Catel-Manzke syndrome is a rare genetic disorder characterized by distinctive abnormalities of the index fingers and the classic features of Pierre Robin sequence. Affected individuals have an extra bone at the base of the index that causes the index fingers to be locked in a bent position (clinodactyly). Pierre Robin sequence refers to abnormalities that may occur as a distinct syndrome or as part of another underlying disorder. Pierre Robin sequence is characterized by an unusually small jaw (micrognathia), downward displacement or retraction of the tongue (glossoptosis), and incomplete closure of the roof of the mouth (cleft palate). A variety of additional physical findings can also be present. The specific symptoms can vary from one person to another. Alterations (mutations) in the TGDS gene have been identified in individuals with Catel-Manzke syndrome.Introduction
Catel-Manzke syndrome was first described in the medical literature in 1961 by Dr. Catel and later further evaluated by Dr. Manzke in 1966. The disorder was originally referred to as a palatodigital syndrome, but because cleft palate does not always occur, Dr. Manzke suggested replacing palatodigital syndrome with micrognathia-digital syndrome.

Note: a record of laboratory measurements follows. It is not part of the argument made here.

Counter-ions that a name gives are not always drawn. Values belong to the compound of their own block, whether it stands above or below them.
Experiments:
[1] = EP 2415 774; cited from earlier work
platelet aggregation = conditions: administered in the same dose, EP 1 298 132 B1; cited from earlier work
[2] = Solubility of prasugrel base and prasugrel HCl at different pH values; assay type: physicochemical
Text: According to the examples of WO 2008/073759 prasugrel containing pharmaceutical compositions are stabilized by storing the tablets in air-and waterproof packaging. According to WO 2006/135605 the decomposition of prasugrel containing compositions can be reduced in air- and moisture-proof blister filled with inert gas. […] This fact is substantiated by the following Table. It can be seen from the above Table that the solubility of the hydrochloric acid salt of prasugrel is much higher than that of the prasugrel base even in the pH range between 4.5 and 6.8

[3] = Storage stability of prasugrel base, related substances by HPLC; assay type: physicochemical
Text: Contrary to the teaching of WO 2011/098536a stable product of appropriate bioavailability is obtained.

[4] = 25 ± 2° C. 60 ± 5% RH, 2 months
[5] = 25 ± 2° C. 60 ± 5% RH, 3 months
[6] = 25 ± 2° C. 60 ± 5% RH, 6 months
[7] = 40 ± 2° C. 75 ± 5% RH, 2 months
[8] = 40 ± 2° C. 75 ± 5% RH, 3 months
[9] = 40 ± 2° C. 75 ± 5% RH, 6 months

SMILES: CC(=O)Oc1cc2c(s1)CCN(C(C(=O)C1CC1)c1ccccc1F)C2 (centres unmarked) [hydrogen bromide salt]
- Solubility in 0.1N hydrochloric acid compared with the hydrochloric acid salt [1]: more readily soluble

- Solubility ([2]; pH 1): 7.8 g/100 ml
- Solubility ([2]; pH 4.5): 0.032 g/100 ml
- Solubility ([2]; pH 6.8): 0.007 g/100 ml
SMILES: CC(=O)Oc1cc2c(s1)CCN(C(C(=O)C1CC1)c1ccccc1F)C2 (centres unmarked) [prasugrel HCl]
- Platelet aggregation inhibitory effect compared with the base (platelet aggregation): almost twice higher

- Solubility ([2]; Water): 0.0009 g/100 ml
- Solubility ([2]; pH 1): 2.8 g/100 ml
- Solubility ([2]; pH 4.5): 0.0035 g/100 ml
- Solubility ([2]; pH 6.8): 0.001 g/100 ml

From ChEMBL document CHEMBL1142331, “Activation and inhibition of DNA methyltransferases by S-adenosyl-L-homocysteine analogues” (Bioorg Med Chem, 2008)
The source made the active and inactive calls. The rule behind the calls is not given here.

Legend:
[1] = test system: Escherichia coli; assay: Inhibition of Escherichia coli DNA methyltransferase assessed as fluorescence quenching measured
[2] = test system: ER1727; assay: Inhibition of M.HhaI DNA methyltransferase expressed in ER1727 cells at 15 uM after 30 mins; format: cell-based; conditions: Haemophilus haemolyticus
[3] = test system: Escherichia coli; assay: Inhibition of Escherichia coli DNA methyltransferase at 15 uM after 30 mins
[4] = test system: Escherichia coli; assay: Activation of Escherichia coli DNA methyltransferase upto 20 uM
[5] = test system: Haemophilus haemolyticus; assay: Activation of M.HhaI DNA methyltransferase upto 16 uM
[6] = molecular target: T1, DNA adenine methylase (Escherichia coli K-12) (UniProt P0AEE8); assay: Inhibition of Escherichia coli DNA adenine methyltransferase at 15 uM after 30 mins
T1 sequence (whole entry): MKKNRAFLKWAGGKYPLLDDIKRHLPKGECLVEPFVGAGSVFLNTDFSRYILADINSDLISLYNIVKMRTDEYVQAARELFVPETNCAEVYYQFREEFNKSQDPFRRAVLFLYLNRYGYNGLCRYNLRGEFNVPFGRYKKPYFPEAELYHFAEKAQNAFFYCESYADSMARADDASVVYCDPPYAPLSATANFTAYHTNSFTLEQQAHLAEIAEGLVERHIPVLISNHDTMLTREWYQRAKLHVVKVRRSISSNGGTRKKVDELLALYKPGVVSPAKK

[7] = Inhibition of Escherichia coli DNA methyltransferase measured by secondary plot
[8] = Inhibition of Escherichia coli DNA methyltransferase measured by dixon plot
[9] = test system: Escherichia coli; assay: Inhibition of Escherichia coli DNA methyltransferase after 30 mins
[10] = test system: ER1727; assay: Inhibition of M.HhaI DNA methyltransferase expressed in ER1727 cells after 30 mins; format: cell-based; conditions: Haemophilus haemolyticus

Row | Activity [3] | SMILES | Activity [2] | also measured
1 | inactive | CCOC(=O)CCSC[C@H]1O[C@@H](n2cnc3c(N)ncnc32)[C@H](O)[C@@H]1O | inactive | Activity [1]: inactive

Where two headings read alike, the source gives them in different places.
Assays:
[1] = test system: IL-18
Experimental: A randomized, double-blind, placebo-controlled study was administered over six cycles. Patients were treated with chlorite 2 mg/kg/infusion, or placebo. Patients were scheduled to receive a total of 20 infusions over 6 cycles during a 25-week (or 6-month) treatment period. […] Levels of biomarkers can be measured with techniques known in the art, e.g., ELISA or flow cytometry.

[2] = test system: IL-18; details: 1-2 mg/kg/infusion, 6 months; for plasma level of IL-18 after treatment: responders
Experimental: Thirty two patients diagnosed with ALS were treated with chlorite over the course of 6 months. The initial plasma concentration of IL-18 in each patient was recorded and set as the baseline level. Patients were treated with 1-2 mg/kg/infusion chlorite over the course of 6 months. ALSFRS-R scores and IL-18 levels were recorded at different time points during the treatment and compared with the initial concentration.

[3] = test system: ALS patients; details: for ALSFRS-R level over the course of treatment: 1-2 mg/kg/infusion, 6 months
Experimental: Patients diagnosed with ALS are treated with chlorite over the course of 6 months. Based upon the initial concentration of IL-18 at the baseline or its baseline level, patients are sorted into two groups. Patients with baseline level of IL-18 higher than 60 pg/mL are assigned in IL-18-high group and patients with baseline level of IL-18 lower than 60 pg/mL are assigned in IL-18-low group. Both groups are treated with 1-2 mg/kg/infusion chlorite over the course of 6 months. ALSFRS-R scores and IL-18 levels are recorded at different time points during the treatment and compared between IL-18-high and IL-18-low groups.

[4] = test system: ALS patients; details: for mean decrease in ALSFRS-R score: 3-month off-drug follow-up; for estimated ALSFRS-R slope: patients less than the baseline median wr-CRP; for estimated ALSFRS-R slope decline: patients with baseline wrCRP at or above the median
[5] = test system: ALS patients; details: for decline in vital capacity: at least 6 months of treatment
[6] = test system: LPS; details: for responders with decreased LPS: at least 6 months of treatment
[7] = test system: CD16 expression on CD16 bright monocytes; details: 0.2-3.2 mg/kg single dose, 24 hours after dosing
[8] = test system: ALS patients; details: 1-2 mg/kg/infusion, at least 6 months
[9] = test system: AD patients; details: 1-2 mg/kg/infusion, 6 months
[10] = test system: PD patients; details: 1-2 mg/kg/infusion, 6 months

Although researchers have been able to establish a clear syndrome with characteristic or “core” symptoms, much about the disorder is not fully understood. Several factors including the small number of identified cases, the lack of large clinical studies, and the possibility of other genes influencing the disorder prevent physicians from developing a complete picture of associated symptoms and prognosis. Therefore, it is important to note that affected individuals may not have all of the symptoms discussed below. Parents should talk to their children’s physician and medical team about their specific case, associated symptoms and overall prognosis.